Hervey and Frederick wrote a theatrical comedy together, staged at the Drury Lane Theatre in October 1731. It was panned by the critics, the theatre's manager thought it so bad that it was unlikely to play out the first night, he had soldiers stationed in the audience to maintain order, when the play flopped the audience was given their money back. Hervey and Frederick shared a mistress, Anne Vane, who had a son called FitzFrederick Vane in June 1732. Either of them or William Stanhope, 1st Earl of Harrington, another of her lovers, could have been the father. Jealousy between them may have contributed to a breach, their friendship ended. Hervey wrote bitterly that Frederick was "false... never having the least hesitation in telling any lie that served his present purpose." A permanent result of Frederick's patronage of the arts is "Rule, Britannia!", one of th
Earl of Mar
The title Mormaer or Earl of Mar has been created several times, all in the Peerage of Scotland. Owing to a 19th-century dispute, there are two Earls of Mar as both the first and seventh creations are extant; the first creation of the earldom was the provincial ruler of the province of Mar in north-eastern Scotland. First attested in the year 1014, the "seat" or "caput" became Kildrummy Castle, although other sites like Doune of Invernochty were just as important; the title evolved into a peerage title, was made famous by John Erskine, the 23rd/6th Earl of Mar, an important Jacobite military leader during the 1715 Jacobite rising. Margaret of Mar, 31st Countess of Mar holds the first creation, James Erskine, 14th Earl of Mar and 16th Earl of Kellie holds the seventh; the Earl of Mar and Kellie is the hereditary Clan Chief of Clan Erskine. The Earldom of Mar, one of the seven original Scottish earldoms, is thought to be the oldest peerage in Great Britain, Europe; the family seat of Earl of Mar is St Michael's Farm, near Great Witley, of Earl of Mar is Hilton Farm, near Alloa, Clackmannanshire.
The first Mormaer of Mar is regarded as Ruadrí, mentioned in the Book of Deer. Some modern sources give earlier mormaers, i.e. Muirchertach and Gartnait, mentioned in charters of the reigns of king Máel Coluim III and king Alexander I, though in these cases certain identification with a particular province is difficult; the accounts of the Battle of Clontarf in some of the Irish annals name "Domnall son of Eimen son of Cainnech", Mormaer of Mar in Alba", as among those killed in 1014 alongside Brian Boru. The Mormaerdom comprised the larger portion of modern Aberdeenshire, extending from north of the River Don southward to the Mounth hills, its principal seats were Doune of Invernochty. The Mormaerdom may have alternated between two kin-groups, represented by Morggán, by Gille Críst. Gilchrist succeeded Morgund, but was himself succeeded by Donnchadh, son of Morgund. On the other hand, we do not know Gilchrist's parentage, chronologically he could have been an elder brother of Donnchadh. No definite succession of earls appears till the 13th century, from the middle of the 13th century the earls were recognized as among "the seven earls of Scotland".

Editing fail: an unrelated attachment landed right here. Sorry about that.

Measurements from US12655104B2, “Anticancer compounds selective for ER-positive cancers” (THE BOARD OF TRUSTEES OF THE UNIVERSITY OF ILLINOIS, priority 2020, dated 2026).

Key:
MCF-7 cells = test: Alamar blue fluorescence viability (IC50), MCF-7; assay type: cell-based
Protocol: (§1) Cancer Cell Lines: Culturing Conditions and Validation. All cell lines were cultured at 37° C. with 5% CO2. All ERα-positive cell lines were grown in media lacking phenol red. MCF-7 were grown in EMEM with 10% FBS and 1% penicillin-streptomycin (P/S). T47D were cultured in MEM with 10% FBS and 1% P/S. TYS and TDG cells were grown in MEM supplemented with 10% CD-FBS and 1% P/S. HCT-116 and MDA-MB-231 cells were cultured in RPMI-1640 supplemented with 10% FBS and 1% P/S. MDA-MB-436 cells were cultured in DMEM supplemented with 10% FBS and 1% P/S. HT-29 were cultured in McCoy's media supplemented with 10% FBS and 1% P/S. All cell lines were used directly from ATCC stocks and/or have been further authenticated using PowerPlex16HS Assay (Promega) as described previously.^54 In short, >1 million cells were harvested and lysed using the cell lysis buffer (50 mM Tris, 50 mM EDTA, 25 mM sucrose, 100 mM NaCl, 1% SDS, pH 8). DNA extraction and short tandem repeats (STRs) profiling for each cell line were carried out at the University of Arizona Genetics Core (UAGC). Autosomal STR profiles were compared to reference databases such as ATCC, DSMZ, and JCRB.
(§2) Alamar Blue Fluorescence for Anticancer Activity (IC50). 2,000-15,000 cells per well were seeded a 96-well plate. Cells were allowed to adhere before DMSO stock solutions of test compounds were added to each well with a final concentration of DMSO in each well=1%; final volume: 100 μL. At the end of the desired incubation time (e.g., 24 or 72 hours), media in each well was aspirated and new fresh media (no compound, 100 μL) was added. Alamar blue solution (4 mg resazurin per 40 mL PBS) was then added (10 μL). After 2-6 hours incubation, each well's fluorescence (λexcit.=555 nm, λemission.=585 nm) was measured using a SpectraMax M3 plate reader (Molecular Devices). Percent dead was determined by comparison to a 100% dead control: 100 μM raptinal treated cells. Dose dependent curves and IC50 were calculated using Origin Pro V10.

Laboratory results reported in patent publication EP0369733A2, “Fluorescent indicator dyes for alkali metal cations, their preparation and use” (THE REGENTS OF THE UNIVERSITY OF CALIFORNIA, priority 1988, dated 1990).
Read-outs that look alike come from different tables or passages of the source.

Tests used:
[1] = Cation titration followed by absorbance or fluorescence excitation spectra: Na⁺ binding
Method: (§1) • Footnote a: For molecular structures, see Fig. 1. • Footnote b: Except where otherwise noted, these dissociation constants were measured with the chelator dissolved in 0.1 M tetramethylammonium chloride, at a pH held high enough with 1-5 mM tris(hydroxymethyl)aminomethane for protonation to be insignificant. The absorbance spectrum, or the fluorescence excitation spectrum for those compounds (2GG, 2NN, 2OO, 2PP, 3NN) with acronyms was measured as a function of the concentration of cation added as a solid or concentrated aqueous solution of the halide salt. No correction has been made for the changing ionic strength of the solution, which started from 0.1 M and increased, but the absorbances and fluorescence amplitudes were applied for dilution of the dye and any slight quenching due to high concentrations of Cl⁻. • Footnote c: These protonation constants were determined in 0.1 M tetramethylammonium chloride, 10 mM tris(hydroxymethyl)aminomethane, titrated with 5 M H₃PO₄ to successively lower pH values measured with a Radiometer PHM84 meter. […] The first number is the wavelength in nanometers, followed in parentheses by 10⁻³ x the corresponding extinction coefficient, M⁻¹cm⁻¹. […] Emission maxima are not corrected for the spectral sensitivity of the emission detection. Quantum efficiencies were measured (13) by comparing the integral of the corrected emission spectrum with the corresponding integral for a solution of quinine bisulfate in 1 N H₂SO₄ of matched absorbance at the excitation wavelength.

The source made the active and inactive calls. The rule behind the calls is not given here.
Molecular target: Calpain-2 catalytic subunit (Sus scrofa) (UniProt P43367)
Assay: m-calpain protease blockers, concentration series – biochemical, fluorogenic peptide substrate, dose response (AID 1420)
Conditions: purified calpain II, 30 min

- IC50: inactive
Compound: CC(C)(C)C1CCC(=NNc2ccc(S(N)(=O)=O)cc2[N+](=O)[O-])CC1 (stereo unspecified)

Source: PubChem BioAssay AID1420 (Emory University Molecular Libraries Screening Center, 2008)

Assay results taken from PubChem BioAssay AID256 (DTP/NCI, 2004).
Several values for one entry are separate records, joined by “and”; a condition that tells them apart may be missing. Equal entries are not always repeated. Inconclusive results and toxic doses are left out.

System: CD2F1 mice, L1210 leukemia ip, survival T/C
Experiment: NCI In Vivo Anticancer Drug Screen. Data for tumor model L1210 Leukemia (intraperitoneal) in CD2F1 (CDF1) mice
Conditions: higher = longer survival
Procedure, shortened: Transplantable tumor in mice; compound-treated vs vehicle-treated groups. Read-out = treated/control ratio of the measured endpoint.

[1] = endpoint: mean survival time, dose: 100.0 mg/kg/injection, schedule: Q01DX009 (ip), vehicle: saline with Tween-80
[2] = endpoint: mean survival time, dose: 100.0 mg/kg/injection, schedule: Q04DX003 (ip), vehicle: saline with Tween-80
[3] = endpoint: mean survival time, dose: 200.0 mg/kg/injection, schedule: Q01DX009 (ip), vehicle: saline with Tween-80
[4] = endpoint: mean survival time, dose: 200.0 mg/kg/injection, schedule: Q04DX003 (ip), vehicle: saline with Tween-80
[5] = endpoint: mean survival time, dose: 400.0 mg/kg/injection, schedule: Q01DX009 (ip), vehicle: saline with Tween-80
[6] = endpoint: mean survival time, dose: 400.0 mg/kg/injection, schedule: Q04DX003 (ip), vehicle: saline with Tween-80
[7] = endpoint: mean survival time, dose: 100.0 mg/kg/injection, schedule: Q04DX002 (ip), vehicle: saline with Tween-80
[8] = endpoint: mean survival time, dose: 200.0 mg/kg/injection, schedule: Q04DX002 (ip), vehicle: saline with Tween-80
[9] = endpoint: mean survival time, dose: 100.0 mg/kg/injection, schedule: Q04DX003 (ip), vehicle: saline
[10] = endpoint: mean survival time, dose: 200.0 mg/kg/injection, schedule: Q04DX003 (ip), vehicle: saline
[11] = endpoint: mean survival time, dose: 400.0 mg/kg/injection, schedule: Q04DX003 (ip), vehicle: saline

There was a settlement in around 1230 between Donnchadh and Thomas Durward, grandson of Gilchrist, by which Durward had, it is said, £300 of land, a large amount, scattered around the earldom at Fichlie, near Kildrummy, Lumphanan in the lowland area. He had Urquhart, but that had nothing to do with the earldom. Donnchadh got the title of Mormaer and the wealthier and militarily more useful upland parts of Mar. Earl Thomas died childless in 1374, but the earldom passed via Donnchadh's daughter Margaret to her husband William, Earl of Douglas. While the eleventh holder of the title and Margaret's daughter Isabel Douglas, Countess of Mar, was alone at the Kildrummy Castle, Alexander Stewart entered it and forced her to sign a charter on 12 August 1404 yielding the earldom to him and his heirs, she revoked the charter that year, but on marrying him, she gave him the earldom for life with remainder to her heirs. The King confirmed her last action the next year. In 1426, Stewart resigned the title so that he could be granted a new one by the King, the new title being more "legitimate".